# Human visual perception and dissimilarity

Quantification of spatial structures, in particular from a geometric and morphological (structural) point of view, has application in fields such as materials science and engineering, pharmaceuticals and cosmetics, medicine, and biology. For more than 10 years, we have been developing image processing methods and algorithms dedicated to the analysis of images of the corneal endothelium of the eye. Our current goal is to bring together all our previously successfully tested methods and algorithms to develop packages for the community of optometrists and ophthalmologists who examine the cornea in vivo in human patients as well as for the community of ophthalmologists and cornea banks that carry out surgical corneal transplants. The most common request we receive from our ophthalmologist colleagues is for a means of measuring corneal cell density as accurately as possible. These cells are responsible for the transparency of the cornea. Below a certain density, blindness ensues. A second request concerns how to evaluate the shapes and the sizes of these cells.

Accordingly, we proposed a method, based on so-called specular microscopy imaging (see Figure 1), that consisted of segmenting (i.e., detecting the contours of) cells. To our mind, this technique represented an improvement over earlier methods. But to publish our work, we still had to evaluate our segmentation results. We asked two experts to manually draw the contours of the cells, as we wished to compare our results with their ground truth. To our surprise, the automatic comparison functions classically used for this purpose returned anomalous results, even when comparing the experts together.

A digital image is a matrix of elementary objects called pixels (picture elements) that contain color or grayscale intensity information. A segmentation process partitions an image into coherent sets of pixels. The process is basically one of detecting objects in an image by creating a binary image (the object is isolated from the background). In the case of corneal endothelial cells, the algorithm detects the borders of the cells (see Figure 1). In this case, if we want to compare our results with other methods, we must use a specific function that takes two segmentation results and outputs a numerical value: 0 if the segmentations are identical, and a positive value if they are different. Mathematicians call this kind of function a distance function, or metric.

For a mathematician, a distance function (also called distance for short) *d* of two variables obeys four axioms. To illustrate them, let us suppose we wish to measure the distance between cities: the distance *d* from Paris to Paris is 0 (axiom of identity); if we walk for a distance of 0 from Paris, we will still be at the same place (axiom of separation); the distance from Paris to London is the same as the distance from London to Paris (axiom of symmetry); and the path is longer from Paris to London via Brussels than going straight through the Channel (axiom of triangle inequality).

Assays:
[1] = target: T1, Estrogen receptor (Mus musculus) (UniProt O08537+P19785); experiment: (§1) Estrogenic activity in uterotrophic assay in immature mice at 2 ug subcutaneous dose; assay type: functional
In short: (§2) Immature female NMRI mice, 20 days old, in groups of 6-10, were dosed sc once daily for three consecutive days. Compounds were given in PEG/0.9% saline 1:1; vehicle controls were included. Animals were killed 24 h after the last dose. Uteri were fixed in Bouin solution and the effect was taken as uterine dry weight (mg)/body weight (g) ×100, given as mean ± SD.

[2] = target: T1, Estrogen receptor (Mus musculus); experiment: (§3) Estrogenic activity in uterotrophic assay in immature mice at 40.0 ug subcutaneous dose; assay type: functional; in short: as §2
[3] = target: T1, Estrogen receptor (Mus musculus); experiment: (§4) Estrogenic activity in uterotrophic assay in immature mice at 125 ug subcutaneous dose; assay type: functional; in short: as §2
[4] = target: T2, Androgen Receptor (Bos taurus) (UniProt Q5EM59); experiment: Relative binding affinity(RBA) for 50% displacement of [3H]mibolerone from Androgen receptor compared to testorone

Based on these axioms, image processing specialists have proposed many different distances^{2} based either on detected contours (as with the endothelial cells) or on detected regions (i.e., different approaches that have the same goal). They try to classify pixels as detected or not detected when compared with a reference segmentation result. Among these methods, Pratt's figure of merit^{3} is probably one of the most used, but we might also cite the Dice coefficient^{4} or the Hausdorff distance.^{5, 6} For evaluating a specific segmentation method, we generally employ a reference image (as ground truth, usually supplied and manually drawn by experts in the domain) and use the distance to evaluate the method.^{7–10}

Now, we know that these distance functions compare images together and result in a numerical value. That is, they compare pixels at the exact same locations in the two images. But what happens if the information in one image is translated by only one pixel? The numerical value would be totally different. Does our expert then agree with this numerical value? Is the one-pixel translation a modification he considers to be important? In general, the answer is no. He wants to consider these segmentations as identical. In fact, if we think about the four axioms of distance functions, we see that the principle of separation depends on some kind of scale. But does the human visual perception system also work like a distance function? Evidence suggests that, in terms of comparison, it does not (see Figure 2).